File photo of Ban Ki-moon


Ambassador Munir Akram complained that Ban Ki-moon was meddling in Pakistan’s affairs by saying the country should return to democratic rule.

But after meeting Mr Akram, Mr Ban repeated his concerns.

He joined Pakistan ex-PM Benazir Bhutto in saying Gen Musharraf should resign as army chief and hold elections.

Ms Bhutto, who has been negotiating a power-sharing deal with the president, said on Tuesday that she had no plans to meet Gen Musharraf.

She is currently in Islamabad to discuss the crisis with other opposition leaders.


Mr Ban relayed to reporters what he had told Mr Akram at their meeting on Tuesday.

“I again expressed my deep concern and regret [at] what had happened in Pakistan.

We think it’s an internal matter and the United Nations has no business to pronounce itself on that

Munir Akram
Pakistan’s ambassador to the UN

Pakistanis anxious and angry

West faces new dilemma

“I also urged strongly that the Pakistani government should return to democratic rule and procedures as soon as possible,” Mr Ban said.

He called for the release of political leaders and lawyers detained during the crisis in Pakistan and for restrictions on the media to be removed.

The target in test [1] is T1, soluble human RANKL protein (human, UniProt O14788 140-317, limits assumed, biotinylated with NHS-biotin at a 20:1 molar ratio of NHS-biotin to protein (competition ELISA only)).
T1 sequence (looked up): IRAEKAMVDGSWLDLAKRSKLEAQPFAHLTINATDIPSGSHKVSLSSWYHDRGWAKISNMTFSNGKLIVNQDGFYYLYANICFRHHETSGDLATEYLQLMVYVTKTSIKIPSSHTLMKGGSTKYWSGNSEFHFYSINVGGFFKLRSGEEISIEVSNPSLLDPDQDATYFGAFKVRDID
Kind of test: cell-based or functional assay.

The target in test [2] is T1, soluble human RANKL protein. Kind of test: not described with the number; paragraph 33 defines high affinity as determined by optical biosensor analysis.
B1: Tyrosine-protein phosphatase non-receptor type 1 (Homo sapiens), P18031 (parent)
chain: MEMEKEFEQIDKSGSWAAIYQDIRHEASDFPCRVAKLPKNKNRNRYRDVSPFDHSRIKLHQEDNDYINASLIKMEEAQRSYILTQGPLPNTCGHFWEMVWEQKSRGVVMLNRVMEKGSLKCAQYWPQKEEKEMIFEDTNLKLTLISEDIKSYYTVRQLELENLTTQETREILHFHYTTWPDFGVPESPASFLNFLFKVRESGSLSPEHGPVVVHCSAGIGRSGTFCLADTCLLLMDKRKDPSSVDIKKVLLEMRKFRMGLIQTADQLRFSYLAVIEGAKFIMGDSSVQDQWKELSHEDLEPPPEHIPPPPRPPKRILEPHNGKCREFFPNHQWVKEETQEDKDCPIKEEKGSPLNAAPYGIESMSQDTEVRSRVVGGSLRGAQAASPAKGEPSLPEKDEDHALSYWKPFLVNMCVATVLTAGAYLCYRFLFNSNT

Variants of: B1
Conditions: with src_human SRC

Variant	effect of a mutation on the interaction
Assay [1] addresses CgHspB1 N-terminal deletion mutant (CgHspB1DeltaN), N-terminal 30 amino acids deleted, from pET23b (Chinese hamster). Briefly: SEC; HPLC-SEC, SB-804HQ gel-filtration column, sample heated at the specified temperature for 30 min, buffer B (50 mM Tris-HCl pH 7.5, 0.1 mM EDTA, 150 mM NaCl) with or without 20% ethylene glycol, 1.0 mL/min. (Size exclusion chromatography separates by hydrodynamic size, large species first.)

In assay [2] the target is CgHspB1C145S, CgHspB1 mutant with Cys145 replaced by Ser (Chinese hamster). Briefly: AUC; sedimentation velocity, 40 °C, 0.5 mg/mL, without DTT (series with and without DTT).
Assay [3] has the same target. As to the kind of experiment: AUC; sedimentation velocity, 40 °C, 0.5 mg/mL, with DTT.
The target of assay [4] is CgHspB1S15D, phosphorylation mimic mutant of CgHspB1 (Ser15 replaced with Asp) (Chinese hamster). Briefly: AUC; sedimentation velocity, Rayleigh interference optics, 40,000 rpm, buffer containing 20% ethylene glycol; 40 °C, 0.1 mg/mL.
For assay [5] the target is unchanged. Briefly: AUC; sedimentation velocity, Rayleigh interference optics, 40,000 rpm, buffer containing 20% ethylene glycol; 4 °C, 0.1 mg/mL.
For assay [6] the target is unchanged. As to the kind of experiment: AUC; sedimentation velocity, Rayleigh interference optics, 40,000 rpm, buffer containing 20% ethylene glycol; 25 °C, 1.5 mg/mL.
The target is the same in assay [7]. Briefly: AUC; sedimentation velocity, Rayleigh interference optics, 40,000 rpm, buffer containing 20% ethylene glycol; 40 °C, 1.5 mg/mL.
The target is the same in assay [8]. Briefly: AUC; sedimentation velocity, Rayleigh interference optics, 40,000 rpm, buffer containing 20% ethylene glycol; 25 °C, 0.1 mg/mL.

But Mr Akram told the BBC that Pakistan’s emergency did not have implications for international peace and security and was therefore outside the UN’s remit.

Police and lawyers clash in Multan, Pakistan, 6 November 2007

Violent clashes between police and lawyers have continued in Pakistan

“We think it’s an internal matter and the United Nations has no business to pronounce itself on that,” he said.

The UN Security Council, meanwhile, has been silent on Pakistan, in contrast to the stance it has taken recently over Burma, says the BBC’s Laura Trevelyan at the UN.

The Security Council’s mission is to deal with threats to international peace and security.

But Pakistan is seen as a country where the US has influence and is actively applying pressure, our correspondent says.

Diplomats say it is not clear what the Security Council could do.

President Musharraf imposed emergency rule on Saturday.


The Pakistani mission to the UN said Mr Akram had explained to Mr Ban “the grave and multiple challenges which had compelled the government of Pakistan to declare the emergency”.

It said the emergency measures were “restricted” in scope.

“Governance continues as close as possible to the constitution with the cabinet, assemblies, governors and other organs of the state functioning normally,” the mission said in a statement.

“Pakistan remains committed to restore normalcy, rule of law and democracy.”

The Pakistani government’s crackdown on pro-democracy activists continued on Tuesday with dozens of arrests reported.

The country’s sacked chief justice, Iftikhar Chaudhry, called for his countrymen to “rise up” and restore the constitution.